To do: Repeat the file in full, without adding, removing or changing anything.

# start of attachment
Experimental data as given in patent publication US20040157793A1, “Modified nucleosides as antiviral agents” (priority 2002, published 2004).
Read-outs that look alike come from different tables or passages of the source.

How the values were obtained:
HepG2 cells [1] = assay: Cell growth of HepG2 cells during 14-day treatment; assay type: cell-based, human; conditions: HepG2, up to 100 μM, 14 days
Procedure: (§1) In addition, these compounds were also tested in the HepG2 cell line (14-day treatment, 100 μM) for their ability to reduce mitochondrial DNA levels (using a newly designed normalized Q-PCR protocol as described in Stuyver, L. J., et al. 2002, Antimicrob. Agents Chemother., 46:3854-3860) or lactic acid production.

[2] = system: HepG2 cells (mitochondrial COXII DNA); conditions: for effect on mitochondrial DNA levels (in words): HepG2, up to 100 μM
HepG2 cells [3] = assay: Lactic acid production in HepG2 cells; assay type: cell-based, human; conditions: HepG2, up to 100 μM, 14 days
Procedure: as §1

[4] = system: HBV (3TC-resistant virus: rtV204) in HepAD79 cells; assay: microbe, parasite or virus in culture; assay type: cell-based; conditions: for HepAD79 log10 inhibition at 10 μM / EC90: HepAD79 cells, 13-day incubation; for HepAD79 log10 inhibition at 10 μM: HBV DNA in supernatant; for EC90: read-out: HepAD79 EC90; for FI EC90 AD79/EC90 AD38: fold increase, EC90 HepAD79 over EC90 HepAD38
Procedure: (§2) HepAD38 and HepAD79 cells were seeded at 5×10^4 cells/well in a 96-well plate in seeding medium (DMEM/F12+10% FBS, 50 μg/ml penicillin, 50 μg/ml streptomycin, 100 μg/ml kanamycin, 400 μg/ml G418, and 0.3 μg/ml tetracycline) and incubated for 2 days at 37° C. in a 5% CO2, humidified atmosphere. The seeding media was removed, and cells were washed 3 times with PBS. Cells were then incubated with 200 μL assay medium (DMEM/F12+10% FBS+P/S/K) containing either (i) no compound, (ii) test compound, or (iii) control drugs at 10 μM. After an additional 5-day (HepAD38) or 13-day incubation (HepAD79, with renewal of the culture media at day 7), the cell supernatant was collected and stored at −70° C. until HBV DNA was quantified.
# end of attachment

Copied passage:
Experimental data as given in patent publication US20040157793A1, “Modified nucleosides as antiviral agents” (priority 2002, published 2004).
Read-outs that look alike come from different tables or passages of the source.

How the values were obtained:
HepG2 cells [1] = assay: Cell growth of HepG2 cells during 14-day treatment; assay type: cell-based, human; conditions: HepG2, up to 100 μM, 14 days
Procedure: (§1) In addition, these compounds were also tested in the HepG2 cell line (14-day treatment, 100 μM) for their ability to reduce mitochondrial DNA levels (using a newly designed normalized Q-PCR protocol as described in Stuyver, L. J., et al. 2002, Antimicrob. Agents Chemother., 46:3854-3860) or lactic acid production.

[2] = system: HepG2 cells (mitochondrial COXII DNA); conditions: for effect on mitochondrial DNA levels (in words): HepG2, up to 100 μM
HepG2 cells [3] = assay: Lactic acid production in HepG2 cells; assay type: cell-based, human; conditions: HepG2, up to 100 μM, 14 days
Procedure: as §1

[4] = system: HBV (3TC-resistant virus: rtV204) in HepAD79 cells; assay: microbe, parasite or virus in culture; assay type: cell-based; conditions: for HepAD79 log10 inhibition at 10 μM / EC90: HepAD79 cells, 13-day incubation; for HepAD79 log10 inhibition at 10 μM: HBV DNA in supernatant; for EC90: read-out: HepAD79 EC90; for FI EC90 AD79/EC90 AD38: fold increase, EC90 HepAD79 over EC90 HepAD38
Procedure: (§2) HepAD38 and HepAD79 cells were seeded at 5×10^4 cells/well in a 96-well plate in seeding medium (DMEM/F12+10% FBS, 50 μg/ml penicillin, 50 μg/ml streptomycin, 100 μg/ml kanamycin, 400 μg/ml G418, and 0.3 μg/ml tetracycline) and incubated for 2 days at 37° C. in a 5% CO2, humidified atmosphere. The seeding media was removed, and cells were washed 3 times with PBS. Cells were then incubated with 200 μL assay medium (DMEM/F12+10% FBS+P/S/K) containing either (i) no compound, (ii) test compound, or (iii) control drugs at 10 μM. After an additional 5-day (HepAD38) or 13-day incubation (HepAD79, with renewal of the culture media at day 7), the cell supernatant was collected and stored at −70° C. until HBV DNA was quantified.